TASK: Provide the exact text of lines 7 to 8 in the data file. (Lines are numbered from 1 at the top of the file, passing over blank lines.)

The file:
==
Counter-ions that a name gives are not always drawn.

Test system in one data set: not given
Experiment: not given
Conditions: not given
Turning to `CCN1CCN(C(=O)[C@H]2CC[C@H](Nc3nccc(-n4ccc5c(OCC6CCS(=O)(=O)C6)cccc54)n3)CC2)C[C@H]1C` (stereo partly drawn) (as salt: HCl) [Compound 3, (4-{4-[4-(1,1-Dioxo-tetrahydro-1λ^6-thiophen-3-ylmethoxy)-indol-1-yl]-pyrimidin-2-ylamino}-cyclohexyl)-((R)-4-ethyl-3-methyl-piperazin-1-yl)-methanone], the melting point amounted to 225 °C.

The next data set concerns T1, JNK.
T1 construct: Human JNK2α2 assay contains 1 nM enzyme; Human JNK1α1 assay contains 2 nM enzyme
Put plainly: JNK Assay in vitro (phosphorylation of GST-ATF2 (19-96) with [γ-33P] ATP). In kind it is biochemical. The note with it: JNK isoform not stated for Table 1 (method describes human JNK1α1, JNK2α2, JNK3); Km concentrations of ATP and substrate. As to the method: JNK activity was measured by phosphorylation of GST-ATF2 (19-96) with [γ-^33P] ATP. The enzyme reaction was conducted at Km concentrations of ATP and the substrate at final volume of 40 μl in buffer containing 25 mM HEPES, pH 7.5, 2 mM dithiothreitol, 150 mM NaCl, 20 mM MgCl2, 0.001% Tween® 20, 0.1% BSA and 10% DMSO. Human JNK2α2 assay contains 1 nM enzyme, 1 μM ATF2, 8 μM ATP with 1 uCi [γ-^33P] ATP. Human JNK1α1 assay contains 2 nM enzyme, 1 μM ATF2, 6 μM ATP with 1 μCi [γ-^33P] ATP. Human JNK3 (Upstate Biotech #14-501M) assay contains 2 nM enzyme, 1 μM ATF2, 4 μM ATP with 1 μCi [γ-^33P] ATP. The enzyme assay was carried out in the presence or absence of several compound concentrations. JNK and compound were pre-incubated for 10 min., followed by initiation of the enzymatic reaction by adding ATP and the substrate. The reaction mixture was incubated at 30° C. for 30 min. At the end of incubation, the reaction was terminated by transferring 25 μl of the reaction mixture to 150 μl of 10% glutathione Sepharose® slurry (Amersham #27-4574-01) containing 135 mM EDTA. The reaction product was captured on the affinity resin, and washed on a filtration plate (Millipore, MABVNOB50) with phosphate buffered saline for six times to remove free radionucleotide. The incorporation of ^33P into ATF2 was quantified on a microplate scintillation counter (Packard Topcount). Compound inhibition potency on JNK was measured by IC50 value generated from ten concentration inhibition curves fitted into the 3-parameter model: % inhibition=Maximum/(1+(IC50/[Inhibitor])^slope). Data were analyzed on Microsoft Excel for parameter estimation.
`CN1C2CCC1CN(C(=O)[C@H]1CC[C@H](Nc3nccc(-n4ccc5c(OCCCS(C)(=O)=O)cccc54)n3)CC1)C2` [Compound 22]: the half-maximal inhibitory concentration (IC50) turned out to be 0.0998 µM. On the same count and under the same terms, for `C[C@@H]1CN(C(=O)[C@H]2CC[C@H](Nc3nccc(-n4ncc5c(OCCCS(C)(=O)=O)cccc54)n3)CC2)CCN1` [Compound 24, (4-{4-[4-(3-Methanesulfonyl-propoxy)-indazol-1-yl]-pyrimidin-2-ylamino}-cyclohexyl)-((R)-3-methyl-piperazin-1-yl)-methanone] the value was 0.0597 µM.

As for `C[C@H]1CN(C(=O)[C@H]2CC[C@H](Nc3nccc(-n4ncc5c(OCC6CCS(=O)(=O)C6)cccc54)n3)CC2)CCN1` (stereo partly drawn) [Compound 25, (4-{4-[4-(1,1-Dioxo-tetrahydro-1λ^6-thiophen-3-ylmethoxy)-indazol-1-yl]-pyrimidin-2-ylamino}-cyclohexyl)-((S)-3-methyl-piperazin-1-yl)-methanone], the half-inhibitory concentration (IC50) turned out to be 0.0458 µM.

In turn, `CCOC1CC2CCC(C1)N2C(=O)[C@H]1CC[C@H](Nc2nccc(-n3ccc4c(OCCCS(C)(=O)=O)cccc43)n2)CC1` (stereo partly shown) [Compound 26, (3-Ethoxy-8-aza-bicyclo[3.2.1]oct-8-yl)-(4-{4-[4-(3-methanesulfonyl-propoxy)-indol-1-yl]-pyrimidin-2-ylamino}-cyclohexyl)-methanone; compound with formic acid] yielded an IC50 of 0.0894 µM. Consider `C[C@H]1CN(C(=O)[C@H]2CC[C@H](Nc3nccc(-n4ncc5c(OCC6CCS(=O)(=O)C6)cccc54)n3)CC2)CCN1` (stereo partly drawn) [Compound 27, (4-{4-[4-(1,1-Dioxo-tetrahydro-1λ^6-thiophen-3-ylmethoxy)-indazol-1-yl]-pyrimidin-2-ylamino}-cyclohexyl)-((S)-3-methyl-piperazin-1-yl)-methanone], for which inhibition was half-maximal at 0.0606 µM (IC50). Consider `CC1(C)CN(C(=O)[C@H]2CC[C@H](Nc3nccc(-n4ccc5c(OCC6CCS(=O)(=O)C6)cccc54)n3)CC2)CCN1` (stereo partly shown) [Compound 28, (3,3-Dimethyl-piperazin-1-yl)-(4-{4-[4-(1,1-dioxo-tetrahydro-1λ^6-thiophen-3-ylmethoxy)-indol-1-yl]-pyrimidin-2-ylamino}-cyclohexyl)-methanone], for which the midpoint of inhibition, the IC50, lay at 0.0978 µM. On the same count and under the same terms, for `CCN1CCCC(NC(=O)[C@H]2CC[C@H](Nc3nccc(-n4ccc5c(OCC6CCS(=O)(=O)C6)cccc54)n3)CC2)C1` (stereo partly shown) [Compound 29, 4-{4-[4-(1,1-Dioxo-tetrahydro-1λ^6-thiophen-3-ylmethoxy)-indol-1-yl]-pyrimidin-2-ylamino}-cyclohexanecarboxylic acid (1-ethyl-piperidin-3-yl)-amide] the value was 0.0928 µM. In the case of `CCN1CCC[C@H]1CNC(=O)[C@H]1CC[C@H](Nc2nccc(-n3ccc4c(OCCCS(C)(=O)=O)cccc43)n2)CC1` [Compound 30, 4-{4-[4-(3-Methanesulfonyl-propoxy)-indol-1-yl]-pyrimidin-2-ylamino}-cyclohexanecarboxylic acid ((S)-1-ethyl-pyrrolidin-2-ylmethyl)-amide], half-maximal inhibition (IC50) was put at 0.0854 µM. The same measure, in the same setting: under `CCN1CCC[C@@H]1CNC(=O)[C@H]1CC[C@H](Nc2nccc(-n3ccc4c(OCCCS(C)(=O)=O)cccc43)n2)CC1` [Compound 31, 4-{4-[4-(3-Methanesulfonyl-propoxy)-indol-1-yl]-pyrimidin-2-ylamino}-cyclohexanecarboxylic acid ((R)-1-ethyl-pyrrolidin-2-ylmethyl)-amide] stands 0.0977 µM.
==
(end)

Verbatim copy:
T1 construct: Human JNK2α2 assay contains 1 nM enzyme; Human JNK1α1 assay contains 2 nM enzyme
Put plainly: JNK Assay in vitro (phosphorylation of GST-ATF2 (19-96) with [γ-33P] ATP). In kind it is biochemical. The note with it: JNK isoform not stated for Table 1 (method describes human JNK1α1, JNK2α2, JNK3); Km concentrations of ATP and substrate. As to the method: JNK activity was measured by phosphorylation of GST-ATF2 (19-96) with [γ-^33P] ATP. The enzyme reaction was conducted at Km concentrations of ATP and the substrate at final volume of 40 μl in buffer containing 25 mM HEPES, pH 7.5, 2 mM dithiothreitol, 150 mM NaCl, 20 mM MgCl2, 0.001% Tween® 20, 0.1% BSA and 10% DMSO. Human JNK2α2 assay contains 1 nM enzyme, 1 μM ATF2, 8 μM ATP with 1 uCi [γ-^33P] ATP. Human JNK1α1 assay contains 2 nM enzyme, 1 μM ATF2, 6 μM ATP with 1 μCi [γ-^33P] ATP. Human JNK3 (Upstate Biotech #14-501M) assay contains 2 nM enzyme, 1 μM ATF2, 4 μM ATP with 1 μCi [γ-^33P] ATP. The enzyme assay was carried out in the presence or absence of several compound concentrations. JNK and compound were pre-incubated for 10 min., followed by initiation of the enzymatic reaction by adding ATP and the substrate. The reaction mixture was incubated at 30° C. for 30 min. At the end of incubation, the reaction was terminated by transferring 25 μl of the reaction mixture to 150 μl of 10% glutathione Sepharose® slurry (Amersham #27-4574-01) containing 135 mM EDTA. The reaction product was captured on the affinity resin, and washed on a filtration plate (Millipore, MABVNOB50) with phosphate buffered saline for six times to remove free radionucleotide. The incorporation of ^33P into ATF2 was quantified on a microplate scintillation counter (Packard Topcount). Compound inhibition potency on JNK was measured by IC50 value generated from ten concentration inhibition curves fitted into the 3-parameter model: % inhibition=Maximum/(1+(IC50/[Inhibitor])^slope). Data were analyzed on Microsoft Excel for parameter estimation.